• Turbidity increases as more flow is transferred from power plant to gates.

  • Tradeoffs: gates outflow is colder and has more oxygen (positive for fish) but is more turbid (negative for fishing experience in the short term and for downstream aquatic insects in the long term)

  • Turbidity is even worse when these factors combine with high total outflow, low reservoir elevation, rain/wind, and/or algae blooms.

Short-term solutions

  • Reduce power plant DO requirement. This was already done a few years ago at HFF’s request, based on science and data. The requirement can’t fall any lower than the Idaho statewide cold-water standard of 6 mg/L. This year, had the plant been operating under the old 7 mg/L standard, flow would have been transferred from the power plant to the gates about one week earlier than it did this year.

  • Transfer water back and forth between gates and power plant frequently as conditions change to minimize flow through gates while meeting DO. This is currently being done by the power plant operator.

Long-term solutions

  • Infrastructure: variable-depth withdrawal mechanism at gates, heavier-duty aeration equipment at power plant. Any and all require some degree of regulatory approval by agencies, collaboration among partners, and funding ($millions to $10s of millions, primarily born by fishing stakeholders—there is no requirement for anyone else to do this)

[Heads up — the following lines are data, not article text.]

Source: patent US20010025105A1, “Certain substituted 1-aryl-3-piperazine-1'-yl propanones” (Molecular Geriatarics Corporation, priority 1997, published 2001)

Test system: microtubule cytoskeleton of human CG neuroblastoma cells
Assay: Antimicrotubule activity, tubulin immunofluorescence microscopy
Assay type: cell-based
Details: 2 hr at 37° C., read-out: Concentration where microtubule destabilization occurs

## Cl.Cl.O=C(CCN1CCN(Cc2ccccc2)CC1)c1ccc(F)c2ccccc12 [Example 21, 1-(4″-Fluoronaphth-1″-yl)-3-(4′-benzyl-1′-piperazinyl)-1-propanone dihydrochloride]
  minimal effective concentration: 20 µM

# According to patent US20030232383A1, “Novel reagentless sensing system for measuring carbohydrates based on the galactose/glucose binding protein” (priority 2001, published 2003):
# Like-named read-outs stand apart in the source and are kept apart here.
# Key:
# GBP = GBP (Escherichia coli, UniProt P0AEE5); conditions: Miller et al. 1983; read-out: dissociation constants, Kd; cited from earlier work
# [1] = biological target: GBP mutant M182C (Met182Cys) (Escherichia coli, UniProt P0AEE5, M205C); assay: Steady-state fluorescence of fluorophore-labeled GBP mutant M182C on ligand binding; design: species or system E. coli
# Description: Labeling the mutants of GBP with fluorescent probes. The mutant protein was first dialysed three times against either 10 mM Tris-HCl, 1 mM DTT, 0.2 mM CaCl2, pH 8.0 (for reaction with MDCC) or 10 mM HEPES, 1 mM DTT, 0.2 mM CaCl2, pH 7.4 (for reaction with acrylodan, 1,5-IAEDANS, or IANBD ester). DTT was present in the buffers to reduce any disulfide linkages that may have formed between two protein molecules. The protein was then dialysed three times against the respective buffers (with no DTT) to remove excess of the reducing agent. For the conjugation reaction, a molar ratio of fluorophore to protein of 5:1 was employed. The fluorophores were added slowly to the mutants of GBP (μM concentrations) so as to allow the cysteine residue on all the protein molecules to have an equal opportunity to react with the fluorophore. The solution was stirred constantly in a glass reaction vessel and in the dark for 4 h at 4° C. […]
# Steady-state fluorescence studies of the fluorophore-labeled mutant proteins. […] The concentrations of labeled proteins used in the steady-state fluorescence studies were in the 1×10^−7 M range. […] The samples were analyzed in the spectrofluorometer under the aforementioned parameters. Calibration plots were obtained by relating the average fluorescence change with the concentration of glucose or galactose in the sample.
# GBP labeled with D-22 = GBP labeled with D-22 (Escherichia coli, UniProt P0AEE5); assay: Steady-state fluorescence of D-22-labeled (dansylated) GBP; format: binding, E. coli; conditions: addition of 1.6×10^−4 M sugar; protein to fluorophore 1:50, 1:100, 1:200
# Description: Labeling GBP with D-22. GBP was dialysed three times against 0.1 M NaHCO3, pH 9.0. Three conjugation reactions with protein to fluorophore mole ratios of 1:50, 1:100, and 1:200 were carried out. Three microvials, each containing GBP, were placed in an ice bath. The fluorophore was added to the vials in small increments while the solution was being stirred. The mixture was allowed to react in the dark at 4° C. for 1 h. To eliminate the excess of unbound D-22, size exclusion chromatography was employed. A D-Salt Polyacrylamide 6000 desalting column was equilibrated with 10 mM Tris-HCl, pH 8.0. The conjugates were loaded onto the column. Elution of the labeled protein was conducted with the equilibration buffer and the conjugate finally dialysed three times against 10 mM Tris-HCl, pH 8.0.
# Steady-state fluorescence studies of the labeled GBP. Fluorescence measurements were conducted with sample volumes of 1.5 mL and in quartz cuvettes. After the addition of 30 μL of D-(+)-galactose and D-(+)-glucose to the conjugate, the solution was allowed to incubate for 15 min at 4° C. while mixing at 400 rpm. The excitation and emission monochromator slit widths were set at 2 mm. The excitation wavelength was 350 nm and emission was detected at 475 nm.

• Physical removal of sediment from reservoir (would require extensive regulatory review and approval—many years and $millions--plus 10s-100s of millions for the removal itself and remediation of associated negative environmental consequences—again cost born by fishing stakeholders)

  • Minimize irrigation-season outflow

  • Keep reservoir as full as possible all summer (less chance of algae blooms, less exposed shoreline)

  • Deliver springtime high flow through gates (“freshet”) to clean out deposited sediment and keep it in suspension all the way to Ashton Reservoir when aquatic vegetation isn’t there to trap it in the Ranch.

HFF does all of these last 3 things in collaboration with partners through precision water management, modern irrigation infrastructure, and on-farm demand reduction. Paid for by HFF along with some grant funding, most of which requires match from HFF,